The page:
‘Johanne 14’ explores the secrets of simple, home-cooked meals in South Africa’s townships with Hope Malau.
Told through the eyes of award-winning food writer Hope Malau, the book features authentic, traditional dishes cooked with love, and acknowledges the ability of countless unsung kitchen heroes – the mothers, fathers, grandparents and siblings – to make culinary magic with often very little.
It is a vital glimpse into South African township life; moreover, it is a celebration of culture, resilience, human spirit, community and family – through the shared meal.
A head of cabbage can be cooked in so many different ways; it is inexpensive and goes with anything or nothing at all.
You can eat it raw, boil it or fry it, combine it with any other vegetable and it will give you a wholesome meal every time.
Hence was dubbed ‘Johanne 14’ – if you have cabbage you should not let your heart be troubled.
Chef Hope Malau grew up in Klerksdorp in the North West Province eating traditional Sotho food prepared by his dad, who worked in a mine kitchen. Instilled with a deep love for cooking from an early age, Hope went on to study at the Professional Cooking Academy in Rustenburg before garnering experience at various restaurants in Cape Town. He is currently the food editor for DRUM magazine and has also won the prestigious Galliova Food Writer of the Year for the past two consecutive years.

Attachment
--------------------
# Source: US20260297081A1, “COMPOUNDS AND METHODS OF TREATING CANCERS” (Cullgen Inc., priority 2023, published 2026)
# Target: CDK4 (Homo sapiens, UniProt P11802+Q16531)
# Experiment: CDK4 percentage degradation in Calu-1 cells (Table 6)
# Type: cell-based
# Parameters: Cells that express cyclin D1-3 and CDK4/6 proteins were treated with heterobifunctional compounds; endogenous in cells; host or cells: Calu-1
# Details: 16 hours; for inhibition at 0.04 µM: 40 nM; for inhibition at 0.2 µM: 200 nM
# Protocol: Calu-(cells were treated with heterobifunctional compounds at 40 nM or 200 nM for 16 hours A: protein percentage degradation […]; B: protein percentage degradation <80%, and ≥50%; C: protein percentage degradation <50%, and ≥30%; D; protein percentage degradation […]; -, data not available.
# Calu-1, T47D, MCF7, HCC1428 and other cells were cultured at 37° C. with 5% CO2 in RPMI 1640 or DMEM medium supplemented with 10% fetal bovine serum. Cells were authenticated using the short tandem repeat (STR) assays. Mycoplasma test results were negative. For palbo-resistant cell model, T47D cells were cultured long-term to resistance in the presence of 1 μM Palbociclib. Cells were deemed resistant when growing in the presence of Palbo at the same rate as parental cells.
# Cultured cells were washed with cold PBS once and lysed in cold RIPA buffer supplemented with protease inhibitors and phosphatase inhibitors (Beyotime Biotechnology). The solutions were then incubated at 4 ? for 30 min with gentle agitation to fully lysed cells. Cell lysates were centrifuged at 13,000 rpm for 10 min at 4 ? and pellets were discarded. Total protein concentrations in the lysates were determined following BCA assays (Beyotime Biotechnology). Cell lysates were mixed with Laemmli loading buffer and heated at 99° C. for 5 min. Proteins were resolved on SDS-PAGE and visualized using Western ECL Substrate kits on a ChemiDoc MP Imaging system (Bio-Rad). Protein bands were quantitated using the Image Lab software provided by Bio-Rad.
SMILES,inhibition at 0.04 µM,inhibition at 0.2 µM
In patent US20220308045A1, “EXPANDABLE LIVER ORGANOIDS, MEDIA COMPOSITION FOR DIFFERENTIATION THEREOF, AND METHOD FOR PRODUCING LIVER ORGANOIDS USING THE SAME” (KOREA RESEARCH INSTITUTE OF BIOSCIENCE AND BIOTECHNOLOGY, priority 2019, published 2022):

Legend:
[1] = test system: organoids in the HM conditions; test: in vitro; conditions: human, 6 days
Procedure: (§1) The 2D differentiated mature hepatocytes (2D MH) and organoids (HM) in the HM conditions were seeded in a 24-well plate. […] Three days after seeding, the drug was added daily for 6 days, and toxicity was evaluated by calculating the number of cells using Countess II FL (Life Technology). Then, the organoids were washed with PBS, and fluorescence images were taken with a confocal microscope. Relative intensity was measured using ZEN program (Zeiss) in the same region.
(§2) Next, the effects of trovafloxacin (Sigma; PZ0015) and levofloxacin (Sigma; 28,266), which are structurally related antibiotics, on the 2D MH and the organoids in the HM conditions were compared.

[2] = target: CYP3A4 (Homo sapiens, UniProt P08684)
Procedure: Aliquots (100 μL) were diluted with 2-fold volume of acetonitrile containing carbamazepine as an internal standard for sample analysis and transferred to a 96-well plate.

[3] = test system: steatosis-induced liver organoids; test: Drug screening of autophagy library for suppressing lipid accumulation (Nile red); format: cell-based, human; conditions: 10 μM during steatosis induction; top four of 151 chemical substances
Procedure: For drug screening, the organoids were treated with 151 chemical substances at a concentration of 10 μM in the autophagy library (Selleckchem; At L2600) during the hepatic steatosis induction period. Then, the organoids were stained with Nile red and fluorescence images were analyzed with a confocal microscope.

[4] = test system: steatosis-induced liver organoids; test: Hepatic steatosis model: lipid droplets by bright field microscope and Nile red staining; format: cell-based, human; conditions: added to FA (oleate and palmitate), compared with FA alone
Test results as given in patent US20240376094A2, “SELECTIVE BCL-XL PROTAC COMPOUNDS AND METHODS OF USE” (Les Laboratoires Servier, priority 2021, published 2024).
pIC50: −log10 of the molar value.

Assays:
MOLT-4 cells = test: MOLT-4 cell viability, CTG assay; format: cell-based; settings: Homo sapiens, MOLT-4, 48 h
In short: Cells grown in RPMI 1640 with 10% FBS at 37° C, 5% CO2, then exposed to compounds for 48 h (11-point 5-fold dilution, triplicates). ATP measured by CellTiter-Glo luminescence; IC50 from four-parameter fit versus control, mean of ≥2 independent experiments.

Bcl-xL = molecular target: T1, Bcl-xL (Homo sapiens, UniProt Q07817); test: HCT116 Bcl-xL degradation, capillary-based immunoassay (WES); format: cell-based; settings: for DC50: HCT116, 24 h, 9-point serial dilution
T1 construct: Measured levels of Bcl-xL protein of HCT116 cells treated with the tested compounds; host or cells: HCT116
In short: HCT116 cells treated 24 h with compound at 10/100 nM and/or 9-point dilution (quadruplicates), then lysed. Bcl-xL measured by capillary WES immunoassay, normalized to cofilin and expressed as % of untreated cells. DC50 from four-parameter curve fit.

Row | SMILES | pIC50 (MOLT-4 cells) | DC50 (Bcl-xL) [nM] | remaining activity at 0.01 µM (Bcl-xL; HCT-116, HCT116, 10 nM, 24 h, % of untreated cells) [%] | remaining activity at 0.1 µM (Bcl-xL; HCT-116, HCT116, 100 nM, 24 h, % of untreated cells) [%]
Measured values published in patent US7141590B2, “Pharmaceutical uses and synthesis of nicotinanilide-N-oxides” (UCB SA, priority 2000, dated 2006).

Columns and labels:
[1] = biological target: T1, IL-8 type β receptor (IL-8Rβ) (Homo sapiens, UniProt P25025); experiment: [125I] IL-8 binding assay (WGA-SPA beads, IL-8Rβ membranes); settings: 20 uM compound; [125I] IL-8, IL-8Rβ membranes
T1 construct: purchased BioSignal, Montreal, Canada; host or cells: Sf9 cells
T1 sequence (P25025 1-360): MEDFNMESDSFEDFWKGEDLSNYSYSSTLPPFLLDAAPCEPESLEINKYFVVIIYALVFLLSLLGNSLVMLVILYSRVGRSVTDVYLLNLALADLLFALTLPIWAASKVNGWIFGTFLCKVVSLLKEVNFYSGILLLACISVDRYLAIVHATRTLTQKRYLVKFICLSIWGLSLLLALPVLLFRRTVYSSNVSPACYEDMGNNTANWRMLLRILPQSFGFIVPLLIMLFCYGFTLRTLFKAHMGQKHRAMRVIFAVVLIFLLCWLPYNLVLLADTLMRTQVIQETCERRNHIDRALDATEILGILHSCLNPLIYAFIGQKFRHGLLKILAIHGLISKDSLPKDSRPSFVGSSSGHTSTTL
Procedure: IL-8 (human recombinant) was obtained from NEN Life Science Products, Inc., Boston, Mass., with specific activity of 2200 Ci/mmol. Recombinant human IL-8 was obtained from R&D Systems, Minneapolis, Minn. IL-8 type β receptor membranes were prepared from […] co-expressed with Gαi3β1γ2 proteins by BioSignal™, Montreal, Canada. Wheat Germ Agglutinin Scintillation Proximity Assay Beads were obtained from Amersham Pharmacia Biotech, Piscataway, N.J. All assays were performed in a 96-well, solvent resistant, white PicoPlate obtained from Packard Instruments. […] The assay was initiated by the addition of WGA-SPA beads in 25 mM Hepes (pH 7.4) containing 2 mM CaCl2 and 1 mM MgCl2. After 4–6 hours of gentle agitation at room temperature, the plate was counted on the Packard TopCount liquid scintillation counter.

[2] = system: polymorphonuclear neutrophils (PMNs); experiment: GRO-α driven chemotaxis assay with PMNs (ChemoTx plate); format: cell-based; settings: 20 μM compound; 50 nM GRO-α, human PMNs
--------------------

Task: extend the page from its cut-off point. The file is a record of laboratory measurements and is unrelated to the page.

Magwinya (vetkoek) are treats. I love them spilt and lashed with cold salty butter and strawberry jam for breakfast, or a Sunday light supper with various fillings, especially curried mince with extra chilli.
Try this recipe – it’s easy to make and I promise you will end up making it over and over again.
Vetkoek (Afrikaans for ‘fat cake’) is South Africa’s version of the doughnut: fried balls of bread dough. It’s made differently across the country, with or without fillings, and can be served at any time of day. I’m used to magwinya, which is a smaller version – the size of a golf ball, which we’d buy at the tuckshop as kids. The freshly made ones, still hot from the oil, were the best, so we’d try and time it right. We’d leave early in the morning to avoid having to do chores at home, picking up friends who also needed rescuing from housework along the way. We’d put whatever coins we had together – perhaps someone would have saved their school pocket money – and head to the shop to buy magwinya, atchar for dipping in, and a sachet of Drink-O-Pop juice powder. We’d find a place to sit, dilute the Drink-O-Pop in a 1L bottle and quickly devour the magwinya. The faster you ate, the better your chances of getting full.
390g (3 cups) cake wheat flour
70g (⅓ cup) sugar
5ml (1 tsp) salt
5g (1 tsp) instant yeast
160ml (⅔ cup) lukewarm milk
80ml (⅓ cup) lukewarm water
Oil for frying
- Combine flour, sugar, salt and yeast in a mixing bowl and mix well. Add milk and water, bring the dough together, and knead until smooth and elastic. Place the dough in a lightly oiled bowl, cover and set aside to rise for 1 hour or until doubled in size.
- On a lightly floured surface, knock down the dough and divide into 40 g portions. Place them on a baking sheet and set aside for 30 minutes.
- Heat oil in a large pot and fry the vetkoek in batches for 5 minutes or until golden. Place on a baking sheet lined with paper towel to drain the oil.
Johanne 14, Real South African Food, Published by Quivertree Publications